Sunday, February 27, 2011

Apparently, I'm A Masochist. Who Knew?

If being a Mets fan has made anything clear it's that I, apparently, have an insatiable lust for pain. Yesterday I realized that hadn't changed when I got an e-mail from the team offering five-game flex ticket packs for the upcoming season. Typically, I ignore these e-mails because the tickets are too damn expensive, but I was blinded by a huge segment of block text said "NO ORDERING FEES".

You know those things: the transaction fees that enable teams to needlessly add five bucks onto every ticket, but in actuality are complete nonsense.

So I, foolishly assuming I was about to get a deal, promptly bought a Mets flex package for this season, a season that is sure to be disappointing just like they all are. For any evidence of that, look no further than yesterday's spring training opener against Atlanta that ended in a 5-5 tie.

Yes, a tie. In baseball.

Sister kissing is an unusual phenomenon in this sport, which, as we've seen, could theoretically go on forever in a regular season game, but in the spring training no one really has the patience, which means when a game is tied after nine innings, the managers debate whether or not they really care to bake out in the sun much longer. In this case, Terry Collins and Fredi Gonzalez decided that 10 innings would be enough, and it seemed like it would be for Atlanta after they took a 5-3 lead in the top of the inning. Of course, then former-Met killer Willie Harris, who was signed this offseason with the apparent idea of "even if he sucks he won't kill us anymore", smacked a two-run homer to tie the game in the bottom of the 10th, and that was how it would stand. Were it not for my discovery that my supermarket now sells Sunset Wheat, this would have been the highlight of my week.

Considering that this was the second rally by the Mets to tie the game I'm pretty sure Saturday's tie marks the high point of New York's 2011 season. It's all downhill from here.

And when it goes downhill, I'll be there to watch six times. I made a point to pick games in my plan, since it gives you the option of choosing, that were generally in the first half of the season so that my delusions of the Mets still having a chance wouldn't have been shattered yet. Highlights include the Subway Series opener the first weekend of July, a meeting with the defending-champion Giants and Ike Davis bobblehead day on July 19th against St. Louis.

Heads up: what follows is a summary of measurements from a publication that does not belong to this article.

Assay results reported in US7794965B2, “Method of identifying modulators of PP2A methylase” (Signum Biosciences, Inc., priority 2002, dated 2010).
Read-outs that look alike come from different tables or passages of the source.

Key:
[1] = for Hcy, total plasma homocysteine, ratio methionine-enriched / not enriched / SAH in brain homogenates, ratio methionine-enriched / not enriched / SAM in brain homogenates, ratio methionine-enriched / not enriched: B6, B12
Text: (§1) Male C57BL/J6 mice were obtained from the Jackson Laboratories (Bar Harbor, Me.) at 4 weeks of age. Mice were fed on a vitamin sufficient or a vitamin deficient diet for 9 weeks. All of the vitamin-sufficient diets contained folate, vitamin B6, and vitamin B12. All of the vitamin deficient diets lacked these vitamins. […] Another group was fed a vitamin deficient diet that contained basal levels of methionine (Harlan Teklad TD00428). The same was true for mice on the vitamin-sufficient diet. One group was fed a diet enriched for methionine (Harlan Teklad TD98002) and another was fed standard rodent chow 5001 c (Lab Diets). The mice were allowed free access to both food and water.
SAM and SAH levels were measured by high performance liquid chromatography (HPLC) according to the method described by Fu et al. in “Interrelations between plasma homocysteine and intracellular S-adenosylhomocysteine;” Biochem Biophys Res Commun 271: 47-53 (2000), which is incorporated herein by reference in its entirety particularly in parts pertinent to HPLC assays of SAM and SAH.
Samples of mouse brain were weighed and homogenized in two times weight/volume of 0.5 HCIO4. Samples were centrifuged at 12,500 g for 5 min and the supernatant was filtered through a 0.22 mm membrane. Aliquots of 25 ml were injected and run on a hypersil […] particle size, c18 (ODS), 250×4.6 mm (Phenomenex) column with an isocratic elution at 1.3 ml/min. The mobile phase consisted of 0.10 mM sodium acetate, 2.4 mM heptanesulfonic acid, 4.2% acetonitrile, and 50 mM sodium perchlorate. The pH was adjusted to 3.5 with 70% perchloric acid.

Now comes the hard part. Finding six people dumb enough to go to each game with me.

In other news, some of you might have noticed that the Oscars are tonight and I, something of an Oscar junkie as you can see from some of my zanier columns in the past, am as excited as always even though I somehow managed not to see half the Best Picture nominees this year. I bring this up because I came across a rather startling discovery this afternoon involving one of my favorite films of all time, L.A. Confidential. For those of you who have seen L.A. Confidential you know that it is, well, incredible in every way. As such, it is a constant reminder to me that the Oscars are total bunk since L.A. Confidential lost Best Picture in 1997 to some boat movie.

Either way, what I did not realize is that one of the stars of the film, Guy Pearce, who so deftly pulled off a turn as the film's protagonist Lieutenant Edmund Exley, is also a tremendous sports fan. This I should have assumed because he's also Australian and Australians love their sports. And most importantly, they love their footy.

And Guy Pearce loves his footy.

But almost more important than the fact that Guy Pearce loves his footy is that he loves one footy team in particular. And it's the right one. I was entirely unaware that Pearce grew up on his mother's deer farm in Geelong, where he endured a rough 40 years of his life before he finally saw the Cats get their first championship since four years before he was born. As far as Geelong fans go, apparently Pearce is one of the more famous ones, something that the club has noted on its own website for no apparent reason other than to say "We have a celebrity that roots for us."

Pearce is apparently such a big fan of the club that he was the no-brainer choice to narrate a special video segment on the most crucial moment of Geelong's 2009 Grand Final victory over St. Kilda.

It makes one wonder if Pearce had a bet on the match with Eric Bana, a diehard St. Kilda fan who was shown on TV in the crowd of the Grand Final that day about every four seconds or so.

In any event, it's nice to know that the main man of one of my favorite films shares a bizarre team in kind with me. Unfortunately, Pearce isn't up for any Oscars tonight, nor did L.A. Confidential take home the big prize 14 years ago, but the 2007 and 2009 Grand Final victories are far more meaningful anyway.

Besides, it could be worse. He could have been duped into buying Mets tickets.

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